The former president of Panama Juan Carlos Varela (2014-2019) affirmed this Thursday that he was an “honest” president and managed with “transparency more than 20,000 million dollars” in works, thus rejecting the decision of the United States to prohibit him from entering the country for corruption.
“As president of the Republic of Panama, I transparently managed more than 20,000 million dollars in works that today serve the Panamanian people. I was an honest president of a dignified and sovereign country,” Varela said in a message on Twitter.
“I will do everything I have to do to defend my honor and that of my family,” added the former president, who addressed his message to the Secretary of State, Antony Blinken, who announced today the designation of Varela as “ineligible” to enter the USA
Blinken justified the measure because, as he explained, during his term as president and vice president, Varela “accepted bribes in exchange for improperly awarding government contracts.”
Thus, said the Secretary of State, the decision on the former president “reaffirms the US commitment to combat endemic corruption in Panama,” and hopes that the measure “prompt Panamanian officials and authorities to address entrenched corruption and empower all those who uphold the rule of law.”
Varela thus joined former President Ricardo Martinelli (2009-2014), and two of his sons, Ricardo Alberto and Luis Enrique, who have been prohibited from entering the United States since last January for the same reason.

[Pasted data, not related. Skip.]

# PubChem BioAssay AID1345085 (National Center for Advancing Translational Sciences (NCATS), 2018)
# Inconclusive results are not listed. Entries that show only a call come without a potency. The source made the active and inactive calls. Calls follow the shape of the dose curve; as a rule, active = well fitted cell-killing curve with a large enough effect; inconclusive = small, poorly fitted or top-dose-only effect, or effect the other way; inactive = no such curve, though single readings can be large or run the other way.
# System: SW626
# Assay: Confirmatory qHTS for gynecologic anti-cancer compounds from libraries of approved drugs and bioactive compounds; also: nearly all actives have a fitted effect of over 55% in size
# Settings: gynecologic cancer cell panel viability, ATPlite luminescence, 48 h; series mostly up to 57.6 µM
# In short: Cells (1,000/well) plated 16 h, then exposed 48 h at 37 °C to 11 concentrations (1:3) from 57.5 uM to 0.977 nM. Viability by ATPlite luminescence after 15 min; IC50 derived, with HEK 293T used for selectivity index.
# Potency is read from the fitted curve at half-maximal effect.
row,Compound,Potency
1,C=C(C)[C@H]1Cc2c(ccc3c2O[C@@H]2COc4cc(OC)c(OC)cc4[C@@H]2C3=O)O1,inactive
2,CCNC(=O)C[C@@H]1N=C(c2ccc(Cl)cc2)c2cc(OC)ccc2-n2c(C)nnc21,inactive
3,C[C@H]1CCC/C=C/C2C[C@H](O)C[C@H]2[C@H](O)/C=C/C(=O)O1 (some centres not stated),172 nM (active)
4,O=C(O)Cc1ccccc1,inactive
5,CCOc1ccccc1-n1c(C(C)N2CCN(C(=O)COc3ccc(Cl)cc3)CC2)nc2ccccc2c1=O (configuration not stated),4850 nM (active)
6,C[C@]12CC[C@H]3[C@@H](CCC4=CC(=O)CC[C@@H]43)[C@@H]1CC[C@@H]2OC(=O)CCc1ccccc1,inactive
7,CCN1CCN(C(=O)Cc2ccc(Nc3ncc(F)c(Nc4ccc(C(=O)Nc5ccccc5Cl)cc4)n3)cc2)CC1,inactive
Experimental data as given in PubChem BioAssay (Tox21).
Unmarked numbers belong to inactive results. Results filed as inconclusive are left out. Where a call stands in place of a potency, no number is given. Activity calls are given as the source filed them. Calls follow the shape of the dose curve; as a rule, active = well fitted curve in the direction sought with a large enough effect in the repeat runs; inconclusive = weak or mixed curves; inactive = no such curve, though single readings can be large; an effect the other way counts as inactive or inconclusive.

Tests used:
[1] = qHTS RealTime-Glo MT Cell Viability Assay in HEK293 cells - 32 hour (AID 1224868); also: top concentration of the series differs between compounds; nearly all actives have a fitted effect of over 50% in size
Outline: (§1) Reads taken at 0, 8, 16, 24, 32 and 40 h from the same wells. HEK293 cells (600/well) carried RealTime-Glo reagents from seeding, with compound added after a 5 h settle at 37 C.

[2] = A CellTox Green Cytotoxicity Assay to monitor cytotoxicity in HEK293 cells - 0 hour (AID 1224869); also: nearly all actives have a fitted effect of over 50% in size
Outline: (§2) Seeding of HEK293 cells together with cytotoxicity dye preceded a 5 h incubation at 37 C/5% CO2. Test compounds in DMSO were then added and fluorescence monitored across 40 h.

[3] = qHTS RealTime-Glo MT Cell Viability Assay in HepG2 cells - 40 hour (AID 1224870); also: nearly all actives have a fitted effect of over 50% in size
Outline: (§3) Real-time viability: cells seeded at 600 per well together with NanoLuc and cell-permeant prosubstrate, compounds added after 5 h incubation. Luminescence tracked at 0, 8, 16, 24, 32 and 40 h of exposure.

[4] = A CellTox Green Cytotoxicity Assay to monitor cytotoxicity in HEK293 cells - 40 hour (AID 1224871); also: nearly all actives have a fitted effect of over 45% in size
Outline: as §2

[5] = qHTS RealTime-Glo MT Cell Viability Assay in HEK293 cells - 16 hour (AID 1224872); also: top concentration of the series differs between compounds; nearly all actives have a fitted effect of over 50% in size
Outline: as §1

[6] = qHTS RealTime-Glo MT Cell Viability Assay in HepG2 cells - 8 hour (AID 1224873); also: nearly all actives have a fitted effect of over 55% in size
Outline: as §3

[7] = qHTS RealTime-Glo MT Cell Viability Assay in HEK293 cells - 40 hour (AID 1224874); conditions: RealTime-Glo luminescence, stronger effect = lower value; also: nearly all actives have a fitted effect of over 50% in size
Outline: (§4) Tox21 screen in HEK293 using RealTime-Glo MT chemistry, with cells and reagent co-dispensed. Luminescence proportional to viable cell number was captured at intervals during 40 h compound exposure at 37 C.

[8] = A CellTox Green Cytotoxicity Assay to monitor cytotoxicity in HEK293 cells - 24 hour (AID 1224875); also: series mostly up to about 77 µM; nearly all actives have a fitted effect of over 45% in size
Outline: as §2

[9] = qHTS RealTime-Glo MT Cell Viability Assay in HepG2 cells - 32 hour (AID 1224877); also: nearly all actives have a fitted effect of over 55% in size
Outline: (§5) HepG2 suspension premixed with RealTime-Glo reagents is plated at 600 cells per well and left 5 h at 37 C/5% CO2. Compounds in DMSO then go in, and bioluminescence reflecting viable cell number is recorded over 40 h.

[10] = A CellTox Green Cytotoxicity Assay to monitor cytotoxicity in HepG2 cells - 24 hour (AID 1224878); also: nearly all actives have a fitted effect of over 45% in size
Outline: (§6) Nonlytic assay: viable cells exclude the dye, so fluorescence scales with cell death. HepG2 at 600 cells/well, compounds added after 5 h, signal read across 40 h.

The four are implicated in the Odebrecht bribery case in Panama and will have to face, together with around thirty people, a money laundering trial that is expected to begin next August after a long and troubled process that began in 2015.
Martinelli’s two sons served jail time for the Odebrecht case in the United States, where they pleaded guilty to laundering 28 million dollars and having carried out bribes in favor of the Brazilian company “on the father’s orders”, as his defense alleged.
The US Embassy in Panama stressed that the “designations” of Varela and Martinelli reaffirm the commitment of the United States “to combat corruption worldwide, since corruption anywhere in the world threatens the national and economic security” of the North American country and its allies.
“Corruption decreases the well-being and prosperity of the population by reducing the resources available to cover needs such as schools, hospitals and roads,” he said.